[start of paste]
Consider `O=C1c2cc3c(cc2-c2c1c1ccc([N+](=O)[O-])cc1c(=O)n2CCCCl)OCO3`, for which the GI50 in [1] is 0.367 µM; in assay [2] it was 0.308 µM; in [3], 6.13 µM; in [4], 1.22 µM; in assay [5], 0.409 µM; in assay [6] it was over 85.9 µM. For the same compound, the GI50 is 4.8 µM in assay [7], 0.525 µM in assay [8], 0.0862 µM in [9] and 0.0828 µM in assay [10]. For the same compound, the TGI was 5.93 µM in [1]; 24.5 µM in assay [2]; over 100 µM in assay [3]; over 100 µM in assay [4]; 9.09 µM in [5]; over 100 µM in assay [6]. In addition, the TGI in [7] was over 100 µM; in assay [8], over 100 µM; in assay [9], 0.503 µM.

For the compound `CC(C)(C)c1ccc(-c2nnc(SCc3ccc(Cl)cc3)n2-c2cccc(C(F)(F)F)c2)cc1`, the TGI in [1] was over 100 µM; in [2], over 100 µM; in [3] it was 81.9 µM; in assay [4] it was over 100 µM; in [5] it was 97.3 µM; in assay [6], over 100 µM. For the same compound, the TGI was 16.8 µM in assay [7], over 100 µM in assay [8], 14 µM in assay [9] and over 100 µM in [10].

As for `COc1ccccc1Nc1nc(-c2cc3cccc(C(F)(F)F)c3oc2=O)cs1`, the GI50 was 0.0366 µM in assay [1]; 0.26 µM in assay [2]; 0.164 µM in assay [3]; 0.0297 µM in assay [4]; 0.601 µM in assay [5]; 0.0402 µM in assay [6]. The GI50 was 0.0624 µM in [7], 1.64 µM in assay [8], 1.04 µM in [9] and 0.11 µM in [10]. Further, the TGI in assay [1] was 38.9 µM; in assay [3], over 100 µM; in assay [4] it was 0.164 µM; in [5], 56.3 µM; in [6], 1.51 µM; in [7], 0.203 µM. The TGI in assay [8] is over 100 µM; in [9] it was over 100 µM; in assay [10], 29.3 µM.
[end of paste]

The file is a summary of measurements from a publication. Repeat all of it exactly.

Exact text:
Consider `O=C1c2cc3c(cc2-c2c1c1ccc([N+](=O)[O-])cc1c(=O)n2CCCCl)OCO3`, for which the GI50 in [1] is 0.367 µM; in assay [2] it was 0.308 µM; in [3], 6.13 µM; in [4], 1.22 µM; in assay [5], 0.409 µM; in assay [6] it was over 85.9 µM. For the same compound, the GI50 is 4.8 µM in assay [7], 0.525 µM in assay [8], 0.0862 µM in [9] and 0.0828 µM in assay [10]. For the same compound, the TGI was 5.93 µM in [1]; 24.5 µM in assay [2]; over 100 µM in assay [3]; over 100 µM in assay [4]; 9.09 µM in [5]; over 100 µM in assay [6]. In addition, the TGI in [7] was over 100 µM; in assay [8], over 100 µM; in assay [9], 0.503 µM.

For the compound `CC(C)(C)c1ccc(-c2nnc(SCc3ccc(Cl)cc3)n2-c2cccc(C(F)(F)F)c2)cc1`, the TGI in [1] was over 100 µM; in [2], over 100 µM; in [3] it was 81.9 µM; in assay [4] it was over 100 µM; in [5] it was 97.3 µM; in assay [6], over 100 µM. For the same compound, the TGI was 16.8 µM in assay [7], over 100 µM in assay [8], 14 µM in assay [9] and over 100 µM in [10].

As for `COc1ccccc1Nc1nc(-c2cc3cccc(C(F)(F)F)c3oc2=O)cs1`, the GI50 was 0.0366 µM in assay [1]; 0.26 µM in assay [2]; 0.164 µM in assay [3]; 0.0297 µM in assay [4]; 0.601 µM in assay [5]; 0.0402 µM in assay [6]. The GI50 was 0.0624 µM in [7], 1.64 µM in assay [8], 1.04 µM in [9] and 0.11 µM in [10]. Further, the TGI in assay [1] was 38.9 µM; in assay [3], over 100 µM; in assay [4] it was 0.164 µM; in [5], 56.3 µM; in [6], 1.51 µM; in [7], 0.203 µM. The TGI in assay [8] is over 100 µM; in [9] it was over 100 µM; in assay [10], 29.3 µM.